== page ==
[00:10:48] But Northwest Natural has these gas storage wells out there west of Portland. And basically this well— so what you can do is you can pump gas into that well, and it’ll stay there and then you can withdraw it. And there are huge wells, and it’s very unique in this country of having wells like that close to a major metropolitan area. It was a gold mine for them. And so they put a lot of their resources on exploiting and expanding the mist gas fields.

[00:11:18] And that was separate from their utility function. So that’s how they got much bigger profits and their stock prices go way, way up. It was a great, great thing. A thing of luck really. Management said, ‘Hey, we’ve got to do something to be able to suck more gas out of those wells in the winter time, so we can utilize that capacity and they were even selling capacity of those wells on the open market to PGE and other companies.

[00:11:46] They decided they’re going to put another big pipeline from Portland down to Salem to pump this mist gas down south. And also they were going to do these things with all the regulators in East Portland so they can push that gas to East Portland.

[00:12:00] Now, the problem with that is that they had no way of accurately measuring the BTU value of mist gas, which was substantially less than regular natural gas BTU value. And so a lot of people, they were getting a lower-value BTU. So when you burn this stuff in your furnace, it puts out 7% less heat than regular gas. So basically you were being ripped off by 7%, and so they were trying to expand that.

[00:12:29] And I was the guy that was in charge of management. I was the guy in charge of what they called the BTU spreadsheet, which tried to place the heating value on the gas of all the customers so that inequity would go away. But it was absolutely impossible, it was a joke.

[00:12:46] And I tried to tell people almost since the day I started, this thing is a joke. It doesn’t pass the laugh—It can’t, there’s no way you can do that. And one of these days the OPUC is going to spot that and we’re going to get in big trouble.

[00:13:00] John Q: Gary said his life changed during a cold spell in 2009.

[00:13:05] Gary L. Dye: 2009, we had a big cold spell. And so they were able to withdraw a lot of this mist gas and it reached the two paper mills in Oregon City, Blue Heron and West Linn Paper, and their bills were not reflecting this low-value BTU gas. They were paying for regular gas.

[00:13:25] They were paying 7% too much. And so what happened is they called up the segment manager and saying, ‘Hey, is there something wrong with our meters? Because we’re burning up 5%, 10% more gas than we used to. I can’t figure that out. What happened?’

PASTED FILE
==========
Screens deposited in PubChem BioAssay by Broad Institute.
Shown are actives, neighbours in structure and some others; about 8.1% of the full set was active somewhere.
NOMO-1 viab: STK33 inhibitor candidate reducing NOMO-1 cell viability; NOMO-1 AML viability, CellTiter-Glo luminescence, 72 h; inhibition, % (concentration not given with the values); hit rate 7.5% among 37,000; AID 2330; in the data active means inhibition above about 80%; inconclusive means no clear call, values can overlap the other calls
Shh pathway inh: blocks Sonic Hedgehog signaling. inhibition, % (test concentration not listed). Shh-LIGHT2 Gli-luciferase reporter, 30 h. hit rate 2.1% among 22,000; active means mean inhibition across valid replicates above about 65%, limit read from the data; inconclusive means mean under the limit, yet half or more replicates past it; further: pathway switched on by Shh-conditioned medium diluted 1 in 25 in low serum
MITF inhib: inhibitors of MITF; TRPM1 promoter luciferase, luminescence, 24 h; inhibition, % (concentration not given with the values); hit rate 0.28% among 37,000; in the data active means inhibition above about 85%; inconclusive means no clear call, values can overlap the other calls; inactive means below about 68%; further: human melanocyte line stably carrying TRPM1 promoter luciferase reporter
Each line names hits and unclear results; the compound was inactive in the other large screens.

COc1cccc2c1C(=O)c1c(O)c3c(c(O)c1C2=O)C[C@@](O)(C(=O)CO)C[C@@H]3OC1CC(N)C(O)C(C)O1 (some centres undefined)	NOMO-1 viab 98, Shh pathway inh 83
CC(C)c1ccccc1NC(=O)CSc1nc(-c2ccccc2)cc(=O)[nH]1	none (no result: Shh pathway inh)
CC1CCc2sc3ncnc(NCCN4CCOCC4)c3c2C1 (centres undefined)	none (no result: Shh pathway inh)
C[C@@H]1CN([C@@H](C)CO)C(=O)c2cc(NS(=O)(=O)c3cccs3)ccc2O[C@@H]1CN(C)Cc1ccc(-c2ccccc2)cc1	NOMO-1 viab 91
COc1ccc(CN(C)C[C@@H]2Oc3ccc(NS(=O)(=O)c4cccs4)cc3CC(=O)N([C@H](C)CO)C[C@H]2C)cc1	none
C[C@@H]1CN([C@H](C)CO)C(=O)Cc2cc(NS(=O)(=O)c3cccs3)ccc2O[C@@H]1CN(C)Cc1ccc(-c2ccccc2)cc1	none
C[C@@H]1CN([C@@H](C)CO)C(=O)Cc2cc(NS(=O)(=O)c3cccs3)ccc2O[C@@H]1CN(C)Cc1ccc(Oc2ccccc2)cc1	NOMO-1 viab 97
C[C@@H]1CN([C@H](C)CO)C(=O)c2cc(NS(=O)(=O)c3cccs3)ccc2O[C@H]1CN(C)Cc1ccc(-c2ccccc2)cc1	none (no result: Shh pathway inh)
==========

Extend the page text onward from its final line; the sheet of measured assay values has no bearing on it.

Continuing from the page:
[00:13:40] So the segment manager— and he’s a sales guy, he wasn’t a technical guy, right?— so he comes to me and he points this out and I go, ‘This is what I’ve been talking about. Our BTU spreadsheet does not handle this particular case. They’re getting low-BTU-value gas, but they’re being charged high-BTU-value gas. So they’re actually having to pull in 7% more gas through their meter to provide the same heating that they had. That’s what’s going on.’

[00:14:12] ‘So what do we do about that?’

[00:14:13] And I said, ‘We cannot correct that. We know that what the problem is, we could take off 7% from their bill,’ but we were forbidden to do that because you can’t show preference to anybody. So if we did it to them, we’d have to do it to everybody in that BTU zone, like 50,000 customers.

[00:14:34] But the thing is you don’t know which of these customers in that zone had a low-value or high- value. It was impossible to do.

[00:14:42] John Q: Although Blue Heron cited world market conditions, Gary believes the extra costs from Northwest Natural also contributed to the closure.

[00:14:50] Gary L. Dye: Later on that year, Blue Heron Paper Mill, they went bankrupt. They had declared bankruptcy a year or two earlier, and got reorganized, so they were really operating on the line there, but finally they had to throw in the towel.

[00:15:06] They went bankrupt and they shut down and 170 people lost their jobs. And they couldn’t go anywhere else either, the paper industry was in decline. They couldn’t get a job at the paper mill across the river. No way, they were done.

[00:15:19] And why? Because paper mills are by far the largest users of natural gas in the state. They have to dry all that paper. That takes a huge amount of gas. They’ve got these huge turbine meters to supply that gas. And tens of millions of dollars per year is how much gas these paper mills would buy, tens of millions of dollars.

[00:15:42] Do the math on that: if they’re paying 7% too much, what does that mean? It puts them over the edge. That is the straw that broke the camel’s back.

[00:15:51] John Q: Gary said the Blue Heron closure caused him to do some soul searching.

[00:15:55] Gary L. Dye: That hit me pretty darn hard, you know? That wasn’t right. These people lost their jobs. Good jobs, family wage jobs, gone forever.

[00:16:06] And I’m saying, I’ve been doing this all wrong. I shouldn’t have been working in the background. It was helping, but it wasn’t solving the problem with this corruption. I said, Enough is enough.

[00:16:18] And I started putting out emails, warning upper management—even vice-presidents—of the problem with this BTU monitoring system, how it’s fundamentally flawed and it’s going to be worse. Now we’re going to be infesting all these people in Salem with this lower-level gas, and we have no way of accounting for it. And also all the people in East Portland. This problem is going to blow up in our faces. We’ve got to do something about this.